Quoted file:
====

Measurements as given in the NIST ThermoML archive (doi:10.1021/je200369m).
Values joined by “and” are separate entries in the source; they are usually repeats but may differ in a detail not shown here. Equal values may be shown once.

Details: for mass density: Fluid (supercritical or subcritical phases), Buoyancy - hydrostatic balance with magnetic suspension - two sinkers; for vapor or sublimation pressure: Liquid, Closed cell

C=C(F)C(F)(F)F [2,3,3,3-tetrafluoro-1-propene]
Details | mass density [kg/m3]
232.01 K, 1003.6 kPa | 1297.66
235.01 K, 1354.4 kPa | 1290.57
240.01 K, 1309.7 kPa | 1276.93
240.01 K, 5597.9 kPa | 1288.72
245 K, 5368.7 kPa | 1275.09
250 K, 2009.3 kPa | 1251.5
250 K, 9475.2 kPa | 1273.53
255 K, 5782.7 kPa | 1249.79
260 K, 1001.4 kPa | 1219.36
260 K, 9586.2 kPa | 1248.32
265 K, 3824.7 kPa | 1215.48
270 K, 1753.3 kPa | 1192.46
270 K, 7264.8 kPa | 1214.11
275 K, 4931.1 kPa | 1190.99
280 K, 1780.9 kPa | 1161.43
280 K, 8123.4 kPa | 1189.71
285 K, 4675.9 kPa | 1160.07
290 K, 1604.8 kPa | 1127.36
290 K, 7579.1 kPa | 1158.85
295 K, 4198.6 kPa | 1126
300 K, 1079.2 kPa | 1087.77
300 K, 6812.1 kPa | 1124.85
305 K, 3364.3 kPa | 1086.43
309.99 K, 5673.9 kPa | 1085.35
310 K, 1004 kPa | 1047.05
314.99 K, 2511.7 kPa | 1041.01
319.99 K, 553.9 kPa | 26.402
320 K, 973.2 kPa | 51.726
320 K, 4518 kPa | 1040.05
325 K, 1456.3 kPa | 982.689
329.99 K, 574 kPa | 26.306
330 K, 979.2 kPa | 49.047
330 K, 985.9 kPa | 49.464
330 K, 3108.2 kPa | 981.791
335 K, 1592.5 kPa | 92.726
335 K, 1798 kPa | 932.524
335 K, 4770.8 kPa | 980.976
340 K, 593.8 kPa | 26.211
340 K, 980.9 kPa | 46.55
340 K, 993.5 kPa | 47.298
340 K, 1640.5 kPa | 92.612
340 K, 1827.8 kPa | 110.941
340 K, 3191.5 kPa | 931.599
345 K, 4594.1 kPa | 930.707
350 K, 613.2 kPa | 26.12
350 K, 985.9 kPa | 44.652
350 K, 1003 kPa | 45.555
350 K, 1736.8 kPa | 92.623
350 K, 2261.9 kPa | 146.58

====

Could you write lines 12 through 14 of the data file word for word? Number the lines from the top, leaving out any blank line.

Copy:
250 K, 9475.2 kPa | 1273.53
255 K, 5782.7 kPa | 1249.79
260 K, 1001.4 kPa | 1219.36